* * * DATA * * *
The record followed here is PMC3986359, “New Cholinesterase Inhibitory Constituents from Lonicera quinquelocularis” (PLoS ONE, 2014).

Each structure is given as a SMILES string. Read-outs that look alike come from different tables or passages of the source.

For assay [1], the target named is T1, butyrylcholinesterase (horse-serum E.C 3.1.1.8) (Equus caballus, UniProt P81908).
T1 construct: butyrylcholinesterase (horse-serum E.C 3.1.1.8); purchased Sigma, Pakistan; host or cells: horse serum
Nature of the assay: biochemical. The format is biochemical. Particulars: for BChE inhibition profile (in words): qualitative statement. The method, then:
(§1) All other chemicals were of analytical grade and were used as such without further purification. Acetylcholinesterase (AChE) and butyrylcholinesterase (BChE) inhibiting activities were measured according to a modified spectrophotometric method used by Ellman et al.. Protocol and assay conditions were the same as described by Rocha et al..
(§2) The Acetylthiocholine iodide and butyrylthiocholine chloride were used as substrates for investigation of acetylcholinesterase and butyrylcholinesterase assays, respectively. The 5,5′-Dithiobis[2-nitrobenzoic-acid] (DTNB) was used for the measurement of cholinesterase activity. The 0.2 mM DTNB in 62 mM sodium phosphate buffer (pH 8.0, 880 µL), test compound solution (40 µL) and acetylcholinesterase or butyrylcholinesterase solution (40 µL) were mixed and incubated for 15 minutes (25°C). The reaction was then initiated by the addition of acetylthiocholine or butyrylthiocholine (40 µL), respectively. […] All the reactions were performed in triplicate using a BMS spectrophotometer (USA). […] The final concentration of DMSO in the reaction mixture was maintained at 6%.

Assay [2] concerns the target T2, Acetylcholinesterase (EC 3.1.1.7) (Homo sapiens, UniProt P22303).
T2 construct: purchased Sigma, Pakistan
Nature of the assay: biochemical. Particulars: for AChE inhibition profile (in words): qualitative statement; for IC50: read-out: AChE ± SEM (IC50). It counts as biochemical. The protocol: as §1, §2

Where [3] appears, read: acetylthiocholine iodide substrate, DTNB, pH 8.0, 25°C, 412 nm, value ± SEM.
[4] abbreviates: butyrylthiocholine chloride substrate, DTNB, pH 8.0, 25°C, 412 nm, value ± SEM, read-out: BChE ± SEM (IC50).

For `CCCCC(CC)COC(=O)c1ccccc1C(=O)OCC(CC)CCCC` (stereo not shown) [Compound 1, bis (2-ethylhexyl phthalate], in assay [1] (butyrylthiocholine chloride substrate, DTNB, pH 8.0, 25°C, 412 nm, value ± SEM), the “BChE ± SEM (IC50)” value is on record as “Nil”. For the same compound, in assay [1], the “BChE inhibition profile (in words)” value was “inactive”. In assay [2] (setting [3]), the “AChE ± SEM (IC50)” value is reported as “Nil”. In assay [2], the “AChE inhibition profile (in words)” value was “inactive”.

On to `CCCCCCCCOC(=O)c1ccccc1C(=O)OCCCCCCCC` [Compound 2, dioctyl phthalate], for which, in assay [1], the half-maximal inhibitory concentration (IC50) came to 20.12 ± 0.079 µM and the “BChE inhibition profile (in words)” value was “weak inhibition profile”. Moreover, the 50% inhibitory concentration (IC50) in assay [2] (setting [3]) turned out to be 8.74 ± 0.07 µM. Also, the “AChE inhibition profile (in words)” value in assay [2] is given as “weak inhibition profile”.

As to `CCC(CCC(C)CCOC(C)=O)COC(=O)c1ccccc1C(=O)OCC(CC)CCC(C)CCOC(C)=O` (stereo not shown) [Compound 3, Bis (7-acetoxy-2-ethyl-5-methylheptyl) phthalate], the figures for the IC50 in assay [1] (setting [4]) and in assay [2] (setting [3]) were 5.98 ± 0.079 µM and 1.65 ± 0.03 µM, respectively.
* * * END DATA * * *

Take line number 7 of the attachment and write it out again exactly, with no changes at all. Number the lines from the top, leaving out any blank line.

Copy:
(§2) The Acetylthiocholine iodide and butyrylthiocholine chloride were used as substrates for investigation of acetylcholinesterase and butyrylcholinesterase assays, respectively. The 5,5′-Dithiobis[2-nitrobenzoic-acid] (DTNB) was used for the measurement of cholinesterase activity. The 0.2 mM DTNB in 62 mM sodium phosphate buffer (pH 8.0, 880 µL), test compound solution (40 µL) and acetylcholinesterase or butyrylcholinesterase solution (40 µL) were mixed and incubated for 15 minutes (25°C). The reaction was then initiated by the addition of acetylthiocholine or butyrylthiocholine (40 µL), respectively. […] All the reactions were performed in triplicate using a BMS spectrophotometer (USA). […] The final concentration of DMSO in the reaction mixture was maintained at 6%.